Previous COVID-19 infection will considerably lower the risk of being infected with SARS-COV-2 again for up to 10 months, according to a study of care home residents and staff by University College London (UCL) scientists.
Published in The Lancet Healthy Longevity, the study looked at rates of COVID-19 infections between October last year, and February this year among over 2,000 care home residents and staff in England.
The study found that those who had been previously infected with COVID-19 were approximately 85 percent less likely to be get caught by the virus than those who had not infected. For staff, those with a past infection were around 60 percent less likely to become infected again.
“It’s really good news that natural infection protects against reinfection in this time period. The risk of being infected twice appears to be very low,” the study’s lead researcher, Maria Krutikov of the UCL Institute of Health Informatics, said.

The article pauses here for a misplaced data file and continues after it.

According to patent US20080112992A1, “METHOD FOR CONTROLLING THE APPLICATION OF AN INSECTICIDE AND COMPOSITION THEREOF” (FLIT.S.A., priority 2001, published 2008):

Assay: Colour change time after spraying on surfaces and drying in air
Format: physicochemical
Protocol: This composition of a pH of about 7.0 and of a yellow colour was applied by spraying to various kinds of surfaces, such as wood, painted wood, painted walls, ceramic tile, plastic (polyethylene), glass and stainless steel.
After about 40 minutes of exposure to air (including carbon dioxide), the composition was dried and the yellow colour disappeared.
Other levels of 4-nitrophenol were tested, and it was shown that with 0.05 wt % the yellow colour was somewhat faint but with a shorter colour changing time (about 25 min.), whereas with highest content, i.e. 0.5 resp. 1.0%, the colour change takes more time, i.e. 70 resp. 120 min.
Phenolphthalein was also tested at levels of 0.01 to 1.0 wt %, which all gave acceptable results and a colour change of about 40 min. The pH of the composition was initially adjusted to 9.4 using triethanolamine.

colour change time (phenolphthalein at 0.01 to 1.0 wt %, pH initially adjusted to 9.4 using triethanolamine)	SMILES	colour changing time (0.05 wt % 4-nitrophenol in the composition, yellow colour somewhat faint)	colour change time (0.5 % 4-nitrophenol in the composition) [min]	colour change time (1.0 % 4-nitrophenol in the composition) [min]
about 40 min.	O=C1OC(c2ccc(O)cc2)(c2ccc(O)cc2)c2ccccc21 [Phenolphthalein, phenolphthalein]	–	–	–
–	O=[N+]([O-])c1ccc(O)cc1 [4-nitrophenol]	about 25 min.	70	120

The fact that prior COVID-19 infection gives a high level of protection to care home residents is reassuring, given the concerns that these individuals might have lower immune responses associated with increasing age.
The study involved 682 care home residents, with a median age of 86, and 1,429 staff in care homes. Tests conducted in June and July last year showed around a third were positive for the presence of coronavirus antibodies.
The study excluded the impact of vaccination by removing people 12 days following a first vaccine dose and the authors plan to look at vaccine effectiveness in a separate study.
Alexander Edwards, an associate professor in biomedical technology at the University of Reading who was not involved in the study, said there was still much uncertainty about the extent and duration of protection following infection.
“Reinfection does occur, so protection is not complete. We still expect natural infection should protect against more severe infection, but we still don’t have enough data to know this,” Mr. Edwards said.
The researchers said the study period covered the emergence of the more contagious variant first identified in the UK, now known as Alpha, implying a good level of protection against it.